TAG | Climate Services
I had heard from friends who studied abroad in Copenhagen that traveling by bike is “the only way to see the city,” but I was totally unprepared for the number of bikes that they have here. The bike lanes are serious—clearly marked, and if a pedestrian dares to step out when the crosswalk is flashing red, there is no stopping on the bike’s part. And the flow of traffic by the bikes is continuous: I would guesstimate that there is about one bike for every two cars on the road, or maybe in all actuality the percentage is even higher and I just don’t realize it because bikes are so much smaller than cars and take up less room on the road. Whatever the case, it is amazing that in such a cold, dreary climate there are so many people willing—and somehow appear to actually enjoy—to ride around in the cold, adorned in mittens, scarves and hats, with any sort of belongings or groceries stowed away in the wicker baskets attached to the front.
What might be even more amazing to me is that virtually no one locks their bike here: I would say the rate of bikes with locks is probably less than 20 percent. Which makes economical sense, to some extent—if everyone already has a bike, there is high supply and therefore very low demand, so not only the cost of new bikes from a store is low, but also those that are hocked on the black market. Why steal a bike if you already have one yourself and you have no one to sell it to?
Read more about the how public transportation promotes green initiatives in Copenhagen at my blog for the Detroit Free Press!
Talk, from casual to argumentative form, has exhaustively covered environmental issues, climate change, global warming, or whatever political term you choose to describe the past, current, and future state of the planet. A lot of good has come from talking but at the same time, a lot of talking can lead to gridlock action (action = policy, decision making, implementation, regulation, etc..). I do not know what the talks at the United Nations Climate Change Conference (COP15) will produce but there will be a lot of talk. As I will be making the trip to Denmark in just over a week to observe the largest congregation of nations discussing climate action, I am preparing myself to be overwhelmed with the complexity of talk surrounding the negotiation and design of global climate policy. Every environmental organization and interest group who can afford the trip will be present and talking in one form or another which will either create an endless learning environment for synthesizing information or the competition for attention will overpower the important take away messages. It will be interesting to see this dynamic in action. As for me, I will be doing a lot of listening.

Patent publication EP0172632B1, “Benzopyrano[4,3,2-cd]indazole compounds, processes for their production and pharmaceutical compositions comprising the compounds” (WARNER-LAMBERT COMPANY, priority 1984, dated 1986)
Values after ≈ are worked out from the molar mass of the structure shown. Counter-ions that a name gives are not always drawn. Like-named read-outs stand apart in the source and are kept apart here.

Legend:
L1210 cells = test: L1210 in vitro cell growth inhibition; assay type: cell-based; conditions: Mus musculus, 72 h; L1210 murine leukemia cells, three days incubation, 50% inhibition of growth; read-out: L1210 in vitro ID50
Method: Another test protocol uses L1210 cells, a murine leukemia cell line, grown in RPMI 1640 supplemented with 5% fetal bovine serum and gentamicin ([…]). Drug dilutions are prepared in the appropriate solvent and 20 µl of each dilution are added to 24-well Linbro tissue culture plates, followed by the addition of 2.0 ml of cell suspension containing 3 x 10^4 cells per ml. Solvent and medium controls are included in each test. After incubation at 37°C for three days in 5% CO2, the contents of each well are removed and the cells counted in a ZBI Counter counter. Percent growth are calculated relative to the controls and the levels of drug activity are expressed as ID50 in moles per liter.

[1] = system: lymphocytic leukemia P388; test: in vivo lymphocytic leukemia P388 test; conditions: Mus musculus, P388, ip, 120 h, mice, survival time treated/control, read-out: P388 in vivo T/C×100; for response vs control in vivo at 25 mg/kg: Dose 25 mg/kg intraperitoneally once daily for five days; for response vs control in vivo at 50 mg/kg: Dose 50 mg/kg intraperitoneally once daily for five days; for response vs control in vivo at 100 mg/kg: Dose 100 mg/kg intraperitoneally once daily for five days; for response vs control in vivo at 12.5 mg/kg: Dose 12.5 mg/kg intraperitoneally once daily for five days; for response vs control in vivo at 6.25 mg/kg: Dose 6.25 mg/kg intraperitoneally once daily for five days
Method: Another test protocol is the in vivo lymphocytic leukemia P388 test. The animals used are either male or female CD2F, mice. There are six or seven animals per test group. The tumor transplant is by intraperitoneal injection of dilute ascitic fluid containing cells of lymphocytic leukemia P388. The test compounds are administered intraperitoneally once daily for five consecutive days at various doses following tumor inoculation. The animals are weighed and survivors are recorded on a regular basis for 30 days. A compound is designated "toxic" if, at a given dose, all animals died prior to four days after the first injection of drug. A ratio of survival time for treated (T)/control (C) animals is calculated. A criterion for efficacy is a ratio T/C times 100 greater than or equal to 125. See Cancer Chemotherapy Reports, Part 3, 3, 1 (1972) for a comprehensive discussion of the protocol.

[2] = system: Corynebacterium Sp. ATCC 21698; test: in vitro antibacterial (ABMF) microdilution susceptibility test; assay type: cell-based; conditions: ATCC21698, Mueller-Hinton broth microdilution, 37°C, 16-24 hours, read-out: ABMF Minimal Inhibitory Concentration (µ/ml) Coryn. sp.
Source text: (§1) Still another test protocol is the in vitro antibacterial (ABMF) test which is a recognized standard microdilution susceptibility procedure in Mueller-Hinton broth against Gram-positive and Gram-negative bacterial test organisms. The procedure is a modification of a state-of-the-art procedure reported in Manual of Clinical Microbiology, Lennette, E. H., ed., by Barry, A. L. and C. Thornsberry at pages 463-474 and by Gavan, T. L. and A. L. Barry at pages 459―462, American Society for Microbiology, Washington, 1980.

At some point there is enough talk, assuming it is well supported scientifically, to make informed decisions. Decision making is the most actionable component of “talk” from which real action results. In global talks, infinite amounts of “good” information may never result in an agreeable decision as there are so many interests, but on smaller scales, decisions are made every day by individuals, households, businesses, and governments. In some cases, those who are responsible for making decisions in prevention for, or response to, climate change do not have the resources to make informed decisions. In response to the need for better tools to aid in the communication between scientists, who may or may not be the “talkers”, and decision makers, the climate services sector is emerging. Being a new type of service there is much to be learned and improved upon and it is in my interest to be an effective leader in furthering the communication between those who provide information and those who use it in decision making in order to have a positive impact on the environment.